Our flights on airlines are big contributors to the emission of greenhouse gasses. Passenger miles per gallon of fuel vary depending on the length of trip and type of aircraft, of course, but a US to Europe flight might involve about 80 pmg or over 500 lbs of CO2 equivalent per hour of flying per passenger. To help counter these emissions and to raise awareness of the cost, some airlines have endorsed carbon offset programs. These calculate the amount of fuel “used” by each passenger on any particular flight and hence the emissions released. Passengers then can opt to pay extra into a fund to support projects that stop or absorb a similar amount of emissions from going into the atmosphere, such as wind power or planting trees. Some of these projects may be tax-deductible.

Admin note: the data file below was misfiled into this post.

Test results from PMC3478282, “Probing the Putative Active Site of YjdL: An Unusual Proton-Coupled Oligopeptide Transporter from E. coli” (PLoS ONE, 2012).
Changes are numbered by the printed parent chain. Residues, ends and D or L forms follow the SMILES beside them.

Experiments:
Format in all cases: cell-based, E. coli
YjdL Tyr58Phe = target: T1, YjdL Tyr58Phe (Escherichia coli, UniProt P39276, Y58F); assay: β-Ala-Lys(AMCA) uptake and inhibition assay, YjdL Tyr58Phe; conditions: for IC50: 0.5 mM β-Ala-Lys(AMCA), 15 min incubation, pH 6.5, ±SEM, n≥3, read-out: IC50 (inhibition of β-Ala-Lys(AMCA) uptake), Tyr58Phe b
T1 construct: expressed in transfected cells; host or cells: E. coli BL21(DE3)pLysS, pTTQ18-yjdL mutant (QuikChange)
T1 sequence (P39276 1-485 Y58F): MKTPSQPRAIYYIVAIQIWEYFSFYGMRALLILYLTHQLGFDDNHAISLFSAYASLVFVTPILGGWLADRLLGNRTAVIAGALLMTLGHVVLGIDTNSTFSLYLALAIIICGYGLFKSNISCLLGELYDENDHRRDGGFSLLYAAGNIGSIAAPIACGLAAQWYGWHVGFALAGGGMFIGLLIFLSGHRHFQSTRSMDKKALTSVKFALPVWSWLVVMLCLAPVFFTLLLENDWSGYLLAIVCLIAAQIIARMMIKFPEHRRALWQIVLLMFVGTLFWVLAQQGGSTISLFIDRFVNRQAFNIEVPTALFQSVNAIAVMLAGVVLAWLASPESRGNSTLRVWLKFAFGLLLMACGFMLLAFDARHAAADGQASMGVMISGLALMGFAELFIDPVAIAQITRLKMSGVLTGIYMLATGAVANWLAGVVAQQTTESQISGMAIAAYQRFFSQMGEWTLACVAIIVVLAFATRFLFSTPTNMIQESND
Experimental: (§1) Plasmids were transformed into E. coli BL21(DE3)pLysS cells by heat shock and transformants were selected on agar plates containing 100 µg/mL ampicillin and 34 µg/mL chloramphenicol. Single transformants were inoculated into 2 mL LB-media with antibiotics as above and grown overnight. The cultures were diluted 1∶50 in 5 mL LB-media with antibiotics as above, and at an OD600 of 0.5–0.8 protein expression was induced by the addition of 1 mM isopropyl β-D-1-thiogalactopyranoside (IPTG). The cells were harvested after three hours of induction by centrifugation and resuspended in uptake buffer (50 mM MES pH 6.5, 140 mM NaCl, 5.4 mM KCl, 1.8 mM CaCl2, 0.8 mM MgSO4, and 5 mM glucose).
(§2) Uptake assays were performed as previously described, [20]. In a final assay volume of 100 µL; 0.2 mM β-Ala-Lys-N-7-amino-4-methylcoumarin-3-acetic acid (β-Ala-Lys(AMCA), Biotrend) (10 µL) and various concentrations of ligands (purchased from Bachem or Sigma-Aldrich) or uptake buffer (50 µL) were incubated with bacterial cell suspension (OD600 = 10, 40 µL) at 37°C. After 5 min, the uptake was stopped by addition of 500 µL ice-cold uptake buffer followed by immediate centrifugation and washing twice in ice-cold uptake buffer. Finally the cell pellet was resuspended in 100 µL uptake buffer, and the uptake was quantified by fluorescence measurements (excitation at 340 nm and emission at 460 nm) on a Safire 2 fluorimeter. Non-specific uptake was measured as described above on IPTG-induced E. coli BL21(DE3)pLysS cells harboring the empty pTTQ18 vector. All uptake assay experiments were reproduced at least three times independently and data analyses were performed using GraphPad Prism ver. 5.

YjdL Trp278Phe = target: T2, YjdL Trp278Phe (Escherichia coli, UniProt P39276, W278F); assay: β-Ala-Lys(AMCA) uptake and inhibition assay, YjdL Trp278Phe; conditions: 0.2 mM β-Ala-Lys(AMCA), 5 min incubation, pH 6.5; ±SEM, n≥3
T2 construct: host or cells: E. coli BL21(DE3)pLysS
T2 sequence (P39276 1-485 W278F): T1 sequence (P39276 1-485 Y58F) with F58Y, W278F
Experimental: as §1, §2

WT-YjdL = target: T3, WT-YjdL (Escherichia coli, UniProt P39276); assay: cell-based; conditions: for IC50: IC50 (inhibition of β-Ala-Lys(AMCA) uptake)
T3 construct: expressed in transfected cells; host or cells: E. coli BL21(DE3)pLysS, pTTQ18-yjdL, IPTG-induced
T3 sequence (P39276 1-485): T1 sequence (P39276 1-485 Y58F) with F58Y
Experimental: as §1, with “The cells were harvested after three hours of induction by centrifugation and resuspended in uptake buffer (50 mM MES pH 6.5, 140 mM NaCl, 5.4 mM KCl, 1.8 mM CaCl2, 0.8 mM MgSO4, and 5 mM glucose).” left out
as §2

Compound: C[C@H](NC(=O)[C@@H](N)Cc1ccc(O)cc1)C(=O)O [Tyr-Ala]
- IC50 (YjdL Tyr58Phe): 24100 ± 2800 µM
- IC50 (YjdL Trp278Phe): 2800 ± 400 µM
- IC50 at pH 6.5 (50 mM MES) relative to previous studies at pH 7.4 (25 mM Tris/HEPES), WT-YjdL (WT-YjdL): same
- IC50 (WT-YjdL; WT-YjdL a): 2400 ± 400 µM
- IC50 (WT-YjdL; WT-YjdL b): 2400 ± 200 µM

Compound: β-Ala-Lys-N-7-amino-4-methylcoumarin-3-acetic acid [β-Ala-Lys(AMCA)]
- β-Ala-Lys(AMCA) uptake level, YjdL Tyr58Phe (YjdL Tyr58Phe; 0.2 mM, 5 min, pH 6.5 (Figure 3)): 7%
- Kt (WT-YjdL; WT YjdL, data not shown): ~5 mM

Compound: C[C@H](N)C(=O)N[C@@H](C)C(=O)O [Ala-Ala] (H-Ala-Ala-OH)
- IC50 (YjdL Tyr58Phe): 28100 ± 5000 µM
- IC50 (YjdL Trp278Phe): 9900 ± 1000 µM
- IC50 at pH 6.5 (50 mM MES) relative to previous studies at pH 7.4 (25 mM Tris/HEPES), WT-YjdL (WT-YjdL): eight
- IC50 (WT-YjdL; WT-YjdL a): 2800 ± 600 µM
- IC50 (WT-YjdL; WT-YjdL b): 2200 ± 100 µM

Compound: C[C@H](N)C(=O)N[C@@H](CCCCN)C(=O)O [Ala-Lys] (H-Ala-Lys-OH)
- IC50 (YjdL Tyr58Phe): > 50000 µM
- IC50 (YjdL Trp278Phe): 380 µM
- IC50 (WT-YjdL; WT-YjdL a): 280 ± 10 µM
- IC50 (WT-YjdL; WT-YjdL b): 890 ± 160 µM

Trees alone, however, are not the answer, since a single mature tree can only absorb about 48 lbs of carbon a year. Flying is a necessary part of our lives. Let’s make sure we understand the long term costs.
What we can do:
- Minimize our air travel and, when we do fly, consider purchasing or investing in carbon offset programs.